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The Blue & Gray Press | November 20, 2017

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Anti-bullying talk informs

By JAZMIN AUSTIN

The University of Mary Washington student-run sorority Alpha Mu Sigma hosted an anti-bully talk on Oct. 29. As part of anti-bullying month, the talk educated students on bullying, and taught students how to identify and prevent it.

The event did not go as initially planned, due to the fact that Chris Manuel, the intended speaker, was unable to attend. Speaking in his place was sophomore English and literacy studies major Nicole Contrino.

Contrino first showed different words that bully victims might see or hear. Some words included insults such as “worthless,” “idiot,” “freak,” “wannabe,” “fatty,” “stupid” and “gay.” Several members of the audience gasped or sat in uncomfortable silence as the words appeared on the screen. During the presentation, there were multiple ideas about how people are affected by bullying, despite whether the person is the bully, the victim or just a bystander.

Contrino identified several factors that lead to bullying. The bully may often have issues at home or possess low self-esteem. The victim may normally be someone over or underweight, a new student, someone that is not “cool” or who has a different sexual orientation.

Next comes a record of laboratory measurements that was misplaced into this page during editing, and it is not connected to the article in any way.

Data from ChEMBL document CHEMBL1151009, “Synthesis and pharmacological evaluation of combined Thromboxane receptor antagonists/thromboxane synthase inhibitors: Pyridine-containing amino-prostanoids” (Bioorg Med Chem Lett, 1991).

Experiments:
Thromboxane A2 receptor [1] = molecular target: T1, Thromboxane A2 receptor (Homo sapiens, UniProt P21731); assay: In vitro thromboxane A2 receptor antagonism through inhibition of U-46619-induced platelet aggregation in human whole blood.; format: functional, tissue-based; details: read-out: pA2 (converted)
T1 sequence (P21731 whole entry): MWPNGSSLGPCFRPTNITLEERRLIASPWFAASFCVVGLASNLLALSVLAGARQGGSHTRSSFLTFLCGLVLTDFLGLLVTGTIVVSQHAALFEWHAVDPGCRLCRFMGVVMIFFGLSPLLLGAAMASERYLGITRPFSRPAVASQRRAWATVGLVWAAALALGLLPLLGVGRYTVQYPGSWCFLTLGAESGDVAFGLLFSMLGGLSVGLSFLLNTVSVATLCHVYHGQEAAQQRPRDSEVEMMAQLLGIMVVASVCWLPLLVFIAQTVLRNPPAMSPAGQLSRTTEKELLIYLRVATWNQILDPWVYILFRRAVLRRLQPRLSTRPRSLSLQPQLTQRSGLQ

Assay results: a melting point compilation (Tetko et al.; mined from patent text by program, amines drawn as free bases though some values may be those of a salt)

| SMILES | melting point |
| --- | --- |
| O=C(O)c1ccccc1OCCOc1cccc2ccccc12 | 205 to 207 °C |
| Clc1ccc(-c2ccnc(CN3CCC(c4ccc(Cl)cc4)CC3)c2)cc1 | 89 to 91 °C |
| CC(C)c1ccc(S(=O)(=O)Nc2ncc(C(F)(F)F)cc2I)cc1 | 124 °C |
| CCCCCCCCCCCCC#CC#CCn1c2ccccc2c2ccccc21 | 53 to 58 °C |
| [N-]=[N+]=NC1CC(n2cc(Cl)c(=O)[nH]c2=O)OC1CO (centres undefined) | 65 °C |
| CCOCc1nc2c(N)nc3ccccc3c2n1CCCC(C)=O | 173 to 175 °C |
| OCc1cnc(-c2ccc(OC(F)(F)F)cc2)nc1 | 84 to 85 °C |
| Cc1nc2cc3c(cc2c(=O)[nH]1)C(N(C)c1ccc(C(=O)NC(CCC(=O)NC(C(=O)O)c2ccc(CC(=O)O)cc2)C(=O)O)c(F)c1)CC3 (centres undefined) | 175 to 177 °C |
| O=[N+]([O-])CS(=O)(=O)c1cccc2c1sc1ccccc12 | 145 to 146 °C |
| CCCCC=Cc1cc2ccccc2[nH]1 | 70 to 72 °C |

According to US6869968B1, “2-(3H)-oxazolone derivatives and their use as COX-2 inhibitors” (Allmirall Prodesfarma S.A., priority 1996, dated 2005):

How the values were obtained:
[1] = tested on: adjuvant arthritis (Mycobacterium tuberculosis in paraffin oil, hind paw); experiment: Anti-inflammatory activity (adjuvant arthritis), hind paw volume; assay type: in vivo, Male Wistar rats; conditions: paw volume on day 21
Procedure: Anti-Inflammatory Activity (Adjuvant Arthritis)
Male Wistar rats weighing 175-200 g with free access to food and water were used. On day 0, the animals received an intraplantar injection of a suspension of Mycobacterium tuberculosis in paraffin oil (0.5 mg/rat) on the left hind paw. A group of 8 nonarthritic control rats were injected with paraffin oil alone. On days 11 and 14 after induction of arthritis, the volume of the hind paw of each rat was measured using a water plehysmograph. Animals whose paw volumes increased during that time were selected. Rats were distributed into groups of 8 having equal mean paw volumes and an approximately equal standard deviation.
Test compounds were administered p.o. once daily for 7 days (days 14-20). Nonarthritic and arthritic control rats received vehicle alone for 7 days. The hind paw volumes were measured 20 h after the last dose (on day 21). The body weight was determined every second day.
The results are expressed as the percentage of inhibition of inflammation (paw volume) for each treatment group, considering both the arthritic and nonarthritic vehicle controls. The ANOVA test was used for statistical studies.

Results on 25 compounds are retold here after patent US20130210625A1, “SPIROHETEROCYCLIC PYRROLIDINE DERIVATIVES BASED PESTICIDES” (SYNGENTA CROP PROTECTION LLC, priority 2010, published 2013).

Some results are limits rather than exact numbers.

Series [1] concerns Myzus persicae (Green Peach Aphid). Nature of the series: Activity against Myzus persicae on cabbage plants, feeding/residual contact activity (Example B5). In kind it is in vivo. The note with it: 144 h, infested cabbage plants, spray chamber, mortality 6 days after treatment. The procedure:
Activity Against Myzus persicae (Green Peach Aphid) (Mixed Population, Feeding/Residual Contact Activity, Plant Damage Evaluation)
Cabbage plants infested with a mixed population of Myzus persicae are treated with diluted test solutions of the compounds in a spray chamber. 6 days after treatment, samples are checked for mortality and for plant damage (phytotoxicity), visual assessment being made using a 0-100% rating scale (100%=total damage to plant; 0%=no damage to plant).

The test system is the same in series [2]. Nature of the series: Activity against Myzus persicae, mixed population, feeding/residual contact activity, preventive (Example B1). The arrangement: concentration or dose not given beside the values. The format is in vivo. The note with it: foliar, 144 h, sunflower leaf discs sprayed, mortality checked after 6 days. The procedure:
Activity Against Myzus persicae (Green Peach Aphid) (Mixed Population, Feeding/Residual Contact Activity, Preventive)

According to Contrino, the bully experiences negative effects from the situation as well. Effects might include abuse of alcohol as a child or adult, or early sexual activities. She also stated that bullying affected the victim in various ways, such as feelings of sadness or loneliness, a loss of interest in all activities and decreased academic achievement or participation.

While Contrino was researching for the presentation, she noticed there were also effects on the bystander, such as “increased drug use or smoking, missing or skipping school and mental health issues like depression or anxieties.”

Most of the presentation and effects focused on middle and high school children, however there is also bullying that goes on in college, such as hazing and cyber bullying. People can also experience bullying from roommates or even professors.

Following the presentation, Frances Elmo, a senior psychology major and president of Alpha Mu Sigma announced that there was going to be a showing a documentary. The documentary, “Bully,” follows three different children that are experiencing bullying.

The documentary showed the extreme consequences that result when people are bullied, including emotional trauma or even death. The documentary was a startling and upsetting end to the presentation, but it perfectly summed up the message of the presentation.

October is anti-bullying month each year. UMW organizations such as Alpha Mu Sigma host bullying prevention discussions each year, to help inform students and end bullying.